South Africa’s Sexwale, City star Toure eye major honours Favoured to win a record fifth consecutive CAF Footballer of the Year title … Yaya Toure

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AFRICAN glory-seekers this year include South African Tokyo Sexwale, who wants to be Fifa president, and Ivorian Yaya Toure, bidding for an unprecedented fifth straight CAF Footballer of the Year title.
Another off-field event certain to capture the attention of a continent in which football is the dominant sport will be the 2018 World Cup groups draw with 20 African teams eyeing five places in Russia.
Along with two World Cup matchdays, there will be four rounds of Africa Cup of Nations qualifiers, the African Nations Championship and the Champions League and Confederation Cup club competitions.
AFP Sport sets the scene for an African football schedule that kicks off on January 7 with the CAF awards and could last until December 18 if the CAF champions reach the Club World Cup final.
Apartheid-era political prisoner cum business tycoon Sexwale hopes to succeed disgraced Sepp Blatter and become president of scandal-ridden Fifa after February 26 elections in Zurich.
Bahraini Sheikh Salman bin Ebrahim Al Khalifa, Jordanian Prince Ali Al Hussein, Swiss Gianni Infantino and Frenchman Jerome Champagne are the other challengers for the task of cleaning up the world football body.
Highlight of the Sexwale manifesto is a call for the ban on sponsors’ names appearing on national team shirts to be scrapped, which could greatly boost the income of cash-strapped associations.
Manchester City midfielder Toure is favoured to win a record-extending fifth consecutive CAF Footballer of the Year title in the Nigerian capital Abuja.
Other stars shortlisted for the award are Gabon and Borussia Dortmund striker Pierre-Emerick Aubameyang and Ghana and Swansea City midfielder Andre ‘Dede’ Ayew.
Toure, 32, was voted BBC African Footballer of the Year last month and made the Ballon d’Or World Footballer of the Year and FIFPro World Team of the Year lists.
The line-up for the June 24 groups draw in Cairo reads like a who’s who of African football with only Equatorial Guinea and Benin of the current top 20 national teams failing to make the cut.
Assuming seeding is based on Fifa rankings, as was the case for two knockout rounds, one of the five mini-leagues could comprise Ivory Coast, Cameroon, Nigeria and Morocco.Advertisement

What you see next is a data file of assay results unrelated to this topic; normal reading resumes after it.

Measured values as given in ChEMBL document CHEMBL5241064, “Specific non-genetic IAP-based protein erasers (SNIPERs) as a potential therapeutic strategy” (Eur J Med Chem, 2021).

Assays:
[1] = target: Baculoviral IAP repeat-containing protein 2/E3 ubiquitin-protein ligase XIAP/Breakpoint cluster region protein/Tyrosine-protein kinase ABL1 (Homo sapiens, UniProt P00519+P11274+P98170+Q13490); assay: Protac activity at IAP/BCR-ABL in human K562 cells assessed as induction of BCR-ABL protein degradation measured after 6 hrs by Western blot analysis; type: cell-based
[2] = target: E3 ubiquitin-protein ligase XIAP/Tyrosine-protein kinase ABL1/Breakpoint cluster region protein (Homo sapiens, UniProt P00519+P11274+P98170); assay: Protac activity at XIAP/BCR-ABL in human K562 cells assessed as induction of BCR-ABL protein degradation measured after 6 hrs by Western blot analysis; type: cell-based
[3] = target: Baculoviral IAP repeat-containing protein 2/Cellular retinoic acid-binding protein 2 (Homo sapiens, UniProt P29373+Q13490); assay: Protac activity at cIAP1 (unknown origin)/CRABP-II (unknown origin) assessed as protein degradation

The other 16 survivors are Algeria, Burkina Faso, Cape Verde, Congo, Democratic Republic of Congo, Egypt, Gabon, Ghana, Guinea, Libya, Mali, Senegal, South Africa, Tunisia, Uganda and Zambia.
Former champions South Africa are in serious danger of missing the 2017 tournament in Gabon after being held at home by Gambia and losing away to Mauritania.
Bafana Bafana – which means “the boys” – tackle Group M leaders Cameroon at home and away during March and only two victories are likely to keep them in contention for a place among the 16 finalists.
Nigeria, champions in 2013 and non-qualifiers two years later, play record seven-time title-holders Egypt twice in another highlight of the matchday 3 and 4 fixtures.
Rwanda host during January and February a unique international competition, reserved for footballers playing in their country of birth.
Title-holders Libya failed to survive the region-based qualifiers, but the other two former champions, DR Congo and Tunisia, will be in central Africa.
Morocco impressed in an unbeaten elimination campaign while Nigeria believe they can improve on a third-place finish in South Africa two years ago.
TP Mazembe of DR Congo outplayed USM Alger of Algeria 4-1 on aggregate to win the 2015 final and history suggests they could go all the way again.
The club from mining city Lubumbashi won back-to-back titles in 1967 and 1968 and again in 2009 and 2010, and boast an all-star current line-up from DR Congo, Ghana, Ivory Coast, Mali, Tanzania and Zambia.
Among former champions in the 55-club line-up are Al Ahly and Zamalek of Egypt, Club Africain and Etoile Sahel of Tunisia and Enyimba of Nigeria.
Twice CAF champions Esperance of Tunisia stand out in a weak 51-club qualifying-rounds field for the African equivalent of the Europa League.
But the line up for the group stage could be dramatically strengthened depending on which eight clubs drop down to the Confederation Cup after the final Champions League qualifiers.
The Nigerian entrants are Nasarawa United and Akwa United, Ajax Cape Town and Wits carry the hopes of South Africa, and debutants Bandari represent Kenya.